Additional Buzz: Nobody sells Gaiman’s enthusiasms better than Gaiman himself, as he illustrates in the book trailer below.  The NYT offers a very early feature in which he says “Those Norse tales have accompanied me through pretty much everything I’ve done.” 

9780812998269_5b71fMy Not So Perfect Life, Sophie Kinsella (PRH/Dial; RH Audio/BOT; OverDrive Sample).

“Katie Brenner has moved from her family’s farm to the big city. She goes to great lengths to present the face that she thinks the world wants to see. When she’s fired from her job and forced to return home she helps her family get their new venture up and running. Learning the truth about herself and those around her leads to the realization that nobody’s life is as perfect as it seems from the outside. Kinsella never loses her sense of humor, even when her characters are facing serious situations. She makes you believe in them and leaves you wanting to know what happens next.” — Kristen Gramer, Lewes Public Library, Lewes, DE

9781101985137_a7fd5All Our Wrong Todays, Elan Mastai (PRH/Dutton; Penguin Audio/BOT; OverDrive Sample).

“Mastai’s debut is a clever and funny time travel romp which turns into an, action-packed science fiction thriller. Tom Barren stumbles through life and accidentally ruins the glittering jetpack and flying car future of 2016, replacing it with the one you and I know. The world may be worse off, but Tom’s life is better than ever. That is, until his mind starts splitting between the two realities and he must track down the genius who invented the other future. Tom’s journey through the past, across realities, and inside his mind make for a thrilling conclusion.” — Dan Brooks, Wake County Public Libraries, Cary, NC

Additional Buzz: Entertainment Weekly picks it as one of “The 23 Most Anticipated Books of 2017.” It is also the #1 Indie Next book for February and we featured the title as part to of our EarlyReads series.

There are eight additional Indie Next titles coming out this week:

9780316353038_d8874Desperation Road, Michael Farris Smith (Hachette/Lee Boudreaux Books; Blackstone Audio; OverDrive Sample).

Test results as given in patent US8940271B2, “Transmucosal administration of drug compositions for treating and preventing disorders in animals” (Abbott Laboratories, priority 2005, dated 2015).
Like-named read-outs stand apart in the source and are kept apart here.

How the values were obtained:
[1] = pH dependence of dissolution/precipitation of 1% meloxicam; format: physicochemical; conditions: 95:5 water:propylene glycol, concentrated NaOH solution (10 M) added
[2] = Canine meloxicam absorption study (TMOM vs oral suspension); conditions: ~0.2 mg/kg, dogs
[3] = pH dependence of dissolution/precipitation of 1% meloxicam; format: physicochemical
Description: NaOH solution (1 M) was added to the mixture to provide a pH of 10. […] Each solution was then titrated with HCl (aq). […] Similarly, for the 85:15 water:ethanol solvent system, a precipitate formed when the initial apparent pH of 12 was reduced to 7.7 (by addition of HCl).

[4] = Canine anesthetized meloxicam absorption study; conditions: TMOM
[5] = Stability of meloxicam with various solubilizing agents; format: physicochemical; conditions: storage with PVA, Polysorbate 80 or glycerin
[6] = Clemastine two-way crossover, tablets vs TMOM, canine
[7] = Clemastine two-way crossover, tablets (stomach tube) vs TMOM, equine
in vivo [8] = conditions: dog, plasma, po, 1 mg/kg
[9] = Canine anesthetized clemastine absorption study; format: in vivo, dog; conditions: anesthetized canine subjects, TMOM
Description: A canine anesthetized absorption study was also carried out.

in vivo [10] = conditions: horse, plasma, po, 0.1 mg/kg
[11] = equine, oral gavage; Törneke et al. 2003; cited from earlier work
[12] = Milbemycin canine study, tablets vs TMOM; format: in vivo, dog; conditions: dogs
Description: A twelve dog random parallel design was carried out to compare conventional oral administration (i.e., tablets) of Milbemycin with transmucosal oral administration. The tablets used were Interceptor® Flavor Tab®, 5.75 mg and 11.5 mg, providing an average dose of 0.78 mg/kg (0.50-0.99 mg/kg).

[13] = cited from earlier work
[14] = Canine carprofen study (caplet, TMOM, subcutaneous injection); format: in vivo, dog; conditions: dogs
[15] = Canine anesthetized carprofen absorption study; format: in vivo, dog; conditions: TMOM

“Russell, just released from an 11-year prison sentence, finds anger and revenge waiting for him on the outside. Maben, homeless, broken, and walking along the interstate in the blazing Mississippi heat toward McComb, is forced to make a decision that puts her and her young daughter on the run from the police. In a desperate moment of chance or fate, Russell and Maben’s paths cross, their shared past is revealed, and Russell is left to make the ultimate choice. Smith’s novel is mesmerizing from its opening pages; you will have to pace yourself while reading it to fully enjoy and appreciate the pitch-perfect language and descriptions that can only come from one who has a masterful command of storytelling.” —Matt Kelly, Lemuria Bookstore, Jackson, MS

9780399576102_61944A Separation, Katie Kitamura (PRH/Riverhead Books; Penguin Audio/BOT; OverDrive Sample).

“We all have a secret self, parts of our personalities that are unknowable, even to the people closest to us. In A Separation, Kitamura stays largely inside the narrator’s head, musing on a great many things: the muddled truth that can exist between married couples, the precise pain of infidelity, the myriad tiny betrayals we commit every day. Her prose is perfect, spare and beautiful, and her observations are spot-on. Some of her sentences were so good they startled me out of the story, which might sound like a bad thing, but it really isn’t. It just meant I spent a little longer with this book, my mind wandering like the narrator’s.” —Lauren Peugh, Changing Hands Bookstore, Tempe, AZ

Additional Buzz: Entertainment Weekly picks it as one of “The 23 Most Anticipated Books of 2017.”

9780735213739_f11a8The Lonely Hearts Hotel, Heather O’Neill (PRH/Riverhead Books; Penguin Audio/BOT; OverDrive Sample).

“If there is Canadian magical realism, this is it! The Lonely Hearts Hotel is the charming story of Rose and Pierrot, two children raised in a Montreal orphanage in the early 20th century. O’Neill traces their romance from their childhood of entertaining rich people in their homes to their less salubrious post-orphanage careers. When Rose and Pierrot meet again as adults, magic happens—but can this magic survive the rigors of the real world? Fantastic and fabulous in the truest sense of both words.” —Susan Taylor, Book House of Stuyvesant Plaza, Albany, NY

9780802126399_db599The Refugees, Viet Thanh Nguyen (PGW/Grove Press; OverDrive Sample).